Barepot - the forgotten victim of the Cumbria floods
Last updated at 16:20, Wednesday, 25 November 2009
The devastated residents of the tiny hamlet of Barepot are forgotten victims of the Cumbria floods.
Tucked away at the edge of the River Derwent, Barepot and its 70 houses has largely escaped the scrutiny of the national media.
With no transport links, the village is isolated. It used to be a 10-minute walk from Workington, but now the Calva Bridge has been closed, there is no direct route.
Residents were returning to their homes for the first time this week to assess the extent of the damage caused when the Derwent broke its banks.
The village was evacuated last Thursday, November 19.
The floodwater has soaked carpets, brought stinking effluent into homes and written off about 15 cars.
The water has also ripped the Tarmac off roads, bent lampposts and is thought to have caused structural damaged to at least one house.
A Coastguard vehicle and a four wheel drive police vehicle evacuates residents.
But the public also played a vital role in the impromptu rescue. operation and one man has been hailed as a hero by Barepot residents.
Graeme Wood, 45, of Mountain View, Harrington, used his f4x4 Toyota Hilux to rescue villagers.
Mr Wood was called out by Brenda Nevins, the mother of his former partner, to help bolster her home with sandbags. But by the time he reached the village, he realised that it was well beyond sandbagging.
He said: “By 10pm the water was coming over the bonnet and the lights were underwater. It was all a bit hair-raising.”
He arrived at 7pm and drove 15 residents to safety in the space of three hours.
Mr Wood made about six trips between the flooded homes and the relative safety of the bridge at Barepot.
Ms Nevins, 60, said: “He was a complete hero. He was an absolute star.”
Joyce Cowin, 62, was ferried to safety in Mr Wood’s vehicle along with her husband John.
She said: “We hung on until the bitter end. We were one of the last ones out.
“He was a bit of a hero. He was great and very helpful.”
Keith Wallace, 48, said: “We were told we had an hour to get our valuables together and 10 minutes after that we were told we had to get out now.
“As they said that the river was coming through the front door.
“Graeme ferried everyone out at his own expense.”
Mr Wood said: “I did what anybody else would to if they had the means.”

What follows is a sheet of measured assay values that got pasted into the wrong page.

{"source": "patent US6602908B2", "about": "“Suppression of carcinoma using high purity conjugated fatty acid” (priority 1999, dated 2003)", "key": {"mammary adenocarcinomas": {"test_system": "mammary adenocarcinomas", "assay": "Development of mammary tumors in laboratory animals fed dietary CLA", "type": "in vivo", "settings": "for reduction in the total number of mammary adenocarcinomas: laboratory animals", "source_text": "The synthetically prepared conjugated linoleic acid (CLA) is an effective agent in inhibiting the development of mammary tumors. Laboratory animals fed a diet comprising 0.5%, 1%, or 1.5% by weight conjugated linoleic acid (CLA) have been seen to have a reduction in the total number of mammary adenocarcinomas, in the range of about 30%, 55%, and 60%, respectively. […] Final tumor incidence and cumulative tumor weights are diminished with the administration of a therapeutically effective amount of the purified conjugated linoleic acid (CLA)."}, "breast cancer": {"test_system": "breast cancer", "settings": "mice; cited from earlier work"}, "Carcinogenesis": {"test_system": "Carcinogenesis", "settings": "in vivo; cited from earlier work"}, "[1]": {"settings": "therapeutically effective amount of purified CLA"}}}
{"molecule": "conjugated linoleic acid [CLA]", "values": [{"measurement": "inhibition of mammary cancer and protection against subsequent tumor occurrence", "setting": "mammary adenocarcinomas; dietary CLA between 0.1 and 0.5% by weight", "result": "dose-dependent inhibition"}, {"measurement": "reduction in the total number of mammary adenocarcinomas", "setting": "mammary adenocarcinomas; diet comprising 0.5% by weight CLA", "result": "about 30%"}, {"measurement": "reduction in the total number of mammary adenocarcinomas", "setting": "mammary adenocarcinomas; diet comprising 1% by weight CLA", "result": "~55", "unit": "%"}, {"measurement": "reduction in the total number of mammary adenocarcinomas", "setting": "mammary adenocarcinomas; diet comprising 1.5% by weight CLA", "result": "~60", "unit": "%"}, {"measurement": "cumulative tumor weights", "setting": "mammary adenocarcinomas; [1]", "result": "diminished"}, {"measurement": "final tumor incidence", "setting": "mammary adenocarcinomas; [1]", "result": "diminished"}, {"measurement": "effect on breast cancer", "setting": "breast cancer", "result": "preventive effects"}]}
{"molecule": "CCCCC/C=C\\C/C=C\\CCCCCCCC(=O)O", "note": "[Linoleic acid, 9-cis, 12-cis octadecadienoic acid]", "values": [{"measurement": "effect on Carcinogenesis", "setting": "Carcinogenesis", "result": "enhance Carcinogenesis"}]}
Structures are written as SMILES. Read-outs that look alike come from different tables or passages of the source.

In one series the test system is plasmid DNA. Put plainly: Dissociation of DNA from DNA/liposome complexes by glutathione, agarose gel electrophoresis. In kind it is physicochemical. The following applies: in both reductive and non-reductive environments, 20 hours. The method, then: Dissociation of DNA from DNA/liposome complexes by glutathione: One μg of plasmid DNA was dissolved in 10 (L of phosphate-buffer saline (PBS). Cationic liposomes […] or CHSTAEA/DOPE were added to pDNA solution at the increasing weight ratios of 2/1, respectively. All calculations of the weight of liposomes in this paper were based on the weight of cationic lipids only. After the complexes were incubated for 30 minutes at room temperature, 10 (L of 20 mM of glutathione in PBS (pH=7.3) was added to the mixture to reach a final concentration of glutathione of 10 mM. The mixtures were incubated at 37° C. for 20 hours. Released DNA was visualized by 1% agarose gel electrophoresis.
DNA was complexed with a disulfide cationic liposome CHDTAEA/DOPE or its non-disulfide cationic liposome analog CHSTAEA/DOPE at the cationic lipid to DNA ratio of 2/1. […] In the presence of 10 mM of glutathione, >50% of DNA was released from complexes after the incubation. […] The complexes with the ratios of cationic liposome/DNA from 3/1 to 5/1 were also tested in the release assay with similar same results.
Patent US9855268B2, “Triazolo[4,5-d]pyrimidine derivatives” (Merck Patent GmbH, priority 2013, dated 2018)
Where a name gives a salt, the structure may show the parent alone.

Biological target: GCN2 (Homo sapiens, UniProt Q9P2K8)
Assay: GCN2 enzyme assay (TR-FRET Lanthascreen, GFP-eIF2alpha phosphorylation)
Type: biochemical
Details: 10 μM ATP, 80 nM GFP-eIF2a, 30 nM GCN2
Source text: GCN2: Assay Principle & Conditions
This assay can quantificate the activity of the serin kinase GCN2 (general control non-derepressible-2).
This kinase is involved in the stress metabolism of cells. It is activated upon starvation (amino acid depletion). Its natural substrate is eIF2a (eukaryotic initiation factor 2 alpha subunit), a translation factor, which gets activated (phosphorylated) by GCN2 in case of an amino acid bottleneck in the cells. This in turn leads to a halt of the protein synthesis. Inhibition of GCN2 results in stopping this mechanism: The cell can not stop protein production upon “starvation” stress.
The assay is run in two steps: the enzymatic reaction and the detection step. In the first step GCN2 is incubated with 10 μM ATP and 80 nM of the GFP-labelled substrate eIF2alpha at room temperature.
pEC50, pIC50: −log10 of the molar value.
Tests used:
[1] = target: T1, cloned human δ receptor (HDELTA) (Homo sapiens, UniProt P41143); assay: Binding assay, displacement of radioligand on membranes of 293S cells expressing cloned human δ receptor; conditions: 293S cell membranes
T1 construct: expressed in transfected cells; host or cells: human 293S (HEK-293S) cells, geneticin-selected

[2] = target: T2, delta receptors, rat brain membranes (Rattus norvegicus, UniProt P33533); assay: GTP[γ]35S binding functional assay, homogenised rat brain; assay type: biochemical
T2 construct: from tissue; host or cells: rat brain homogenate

Residents praised the work done by emergency services but said they would like to have received more support.
Nita Martin, 56, said: “I felt a bit disappointed because most of the emergency services were in Cockermouth. We felt we were a little bit forgotten about.”
Andrew Kelly, 35, added: “It’s a forgotten place down here. It’s like a war zone.
“We haven’t heard anything. We are still waiting for answers from the insurers, to see if we are allowed to take furniture outside and then we can air the place out.”
First published at 14:11, Wednesday, 25 November 2009
Published by http://www.newsandstar.co.uk
Have your say
very disapoited to hear nothing about Barepot with all the floods they have had there one of our friends lived there and lost everything there was nothing on the News about Barepot forgotte
Make your comment
Have your say
- Big crowd at Carlisle's Ultimate Ladies' Night (14 comments)
- Government backs plan to divert traffic away from Warwick Bridge (31 comments)
- A595 is Cumbria's most dangerous road, police figures show (38 comments)
- Calls for action on future of derelict Carlisle hotel (39 comments)
- Improving A66 and A69 road 'very tricky and complex' says highways boss (52 comments)
- Dogs banned from some parks and spaces in Cumbria (62 comments)
- Hundreds offer to quit Cumbria County Council (50 comments)
- Parking ban on staff at Carlisle's Cumberland Infirmary (117 comments)
- National Grid reveals route for new power lines network (36 comments)